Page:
The climatic patterns of Newfoundland and Labrador are discussed here season by season, and are illustrated by maps and graphs. The map of Climate Zones provides a spatial framework for this study of the annual cycle.
Tundra Climate - Summers too short and cool to support full tree growth. Precipitation decreases toward north. Mountains and fjords create locally variable weather conditions, especially in summer.
Interior Labrador - Most continental of the province's climate regimes. Lengthy, very cold winters with deep snow cover but relatively more settled weather patterns. Upper Lake Melville area has relatively shorter winters and warmer, sunnier summers.
Coastal Labrador - Exposed to stormy or unsettled weather from Labrador Sea. Heaviest precipitation normally south of Groswater Bay. Occasional extremes of temperature during offshore wind directions in summer and winter.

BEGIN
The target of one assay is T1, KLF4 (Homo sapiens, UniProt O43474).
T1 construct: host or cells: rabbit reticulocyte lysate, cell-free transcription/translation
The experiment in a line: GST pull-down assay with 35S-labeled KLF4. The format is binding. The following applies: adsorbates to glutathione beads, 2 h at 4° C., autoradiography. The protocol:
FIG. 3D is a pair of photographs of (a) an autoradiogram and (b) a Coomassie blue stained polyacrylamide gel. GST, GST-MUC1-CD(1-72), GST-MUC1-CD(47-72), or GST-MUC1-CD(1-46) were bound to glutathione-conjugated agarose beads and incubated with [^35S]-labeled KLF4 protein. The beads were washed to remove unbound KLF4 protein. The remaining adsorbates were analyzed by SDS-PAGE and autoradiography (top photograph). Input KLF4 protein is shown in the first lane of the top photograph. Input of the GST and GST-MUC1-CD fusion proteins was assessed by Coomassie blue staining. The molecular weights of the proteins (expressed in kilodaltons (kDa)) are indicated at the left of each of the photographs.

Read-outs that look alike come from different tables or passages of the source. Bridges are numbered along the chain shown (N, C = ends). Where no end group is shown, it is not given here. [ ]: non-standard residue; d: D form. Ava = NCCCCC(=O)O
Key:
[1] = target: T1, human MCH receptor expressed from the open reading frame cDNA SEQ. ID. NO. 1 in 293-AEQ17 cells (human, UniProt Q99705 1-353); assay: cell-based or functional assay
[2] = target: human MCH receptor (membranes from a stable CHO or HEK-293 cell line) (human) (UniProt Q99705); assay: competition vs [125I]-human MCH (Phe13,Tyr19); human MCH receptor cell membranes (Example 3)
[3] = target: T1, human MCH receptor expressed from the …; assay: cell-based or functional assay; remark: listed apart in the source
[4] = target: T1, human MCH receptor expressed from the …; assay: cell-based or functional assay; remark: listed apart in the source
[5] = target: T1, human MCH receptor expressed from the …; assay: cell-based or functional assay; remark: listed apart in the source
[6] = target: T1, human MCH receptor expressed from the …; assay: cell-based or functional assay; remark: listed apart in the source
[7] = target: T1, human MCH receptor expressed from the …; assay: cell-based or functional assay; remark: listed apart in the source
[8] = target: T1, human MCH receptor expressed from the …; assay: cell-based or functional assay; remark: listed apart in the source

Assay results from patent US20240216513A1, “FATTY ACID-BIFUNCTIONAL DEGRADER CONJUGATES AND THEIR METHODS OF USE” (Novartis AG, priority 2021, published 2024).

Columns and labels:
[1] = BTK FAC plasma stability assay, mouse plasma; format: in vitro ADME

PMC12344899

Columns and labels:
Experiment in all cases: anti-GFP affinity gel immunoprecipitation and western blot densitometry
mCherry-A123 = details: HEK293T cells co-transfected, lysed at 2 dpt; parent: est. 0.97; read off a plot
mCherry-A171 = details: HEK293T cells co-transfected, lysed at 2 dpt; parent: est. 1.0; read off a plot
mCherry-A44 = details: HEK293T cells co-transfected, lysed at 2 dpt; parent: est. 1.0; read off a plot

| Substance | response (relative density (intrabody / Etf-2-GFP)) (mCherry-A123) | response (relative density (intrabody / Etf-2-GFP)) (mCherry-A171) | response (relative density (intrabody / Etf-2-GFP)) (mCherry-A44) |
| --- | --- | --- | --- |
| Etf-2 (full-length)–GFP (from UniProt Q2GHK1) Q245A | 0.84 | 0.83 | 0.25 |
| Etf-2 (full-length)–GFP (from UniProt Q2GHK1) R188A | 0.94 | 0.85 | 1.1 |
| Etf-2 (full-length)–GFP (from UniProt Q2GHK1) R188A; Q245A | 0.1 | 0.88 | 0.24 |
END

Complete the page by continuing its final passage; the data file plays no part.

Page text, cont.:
West Coast - Marine influence from Gulf of St. Lawrence normally reduces temperature extremes but causes increased precipitation, especially during fall and early winter, when snowfalls are most frequent. Locally severe wind speeds descend from Long Range Mountains during favourable winter weather patterns.
Western Mountains and Central Uplands - Increasing elevation normally results in lower temperatures, greater cloudiness and precipitation and stronger winds. Heavy winter snow accumulations, especially toward west.
Northeast Coast and Central Lowlands - Driest area on island. Occasional very low winter temperatures in valleys. Cool, late spring near the coast, where sea ice often persists into May. Generally warm and sunny summers.
South Coast and Avalon - Relatively mild winters with considerable variation in snow cover. Heavy rainfalls from October through December. Summers cooled by low clouds and fogs near coasts, considerably brighter and warmer inland.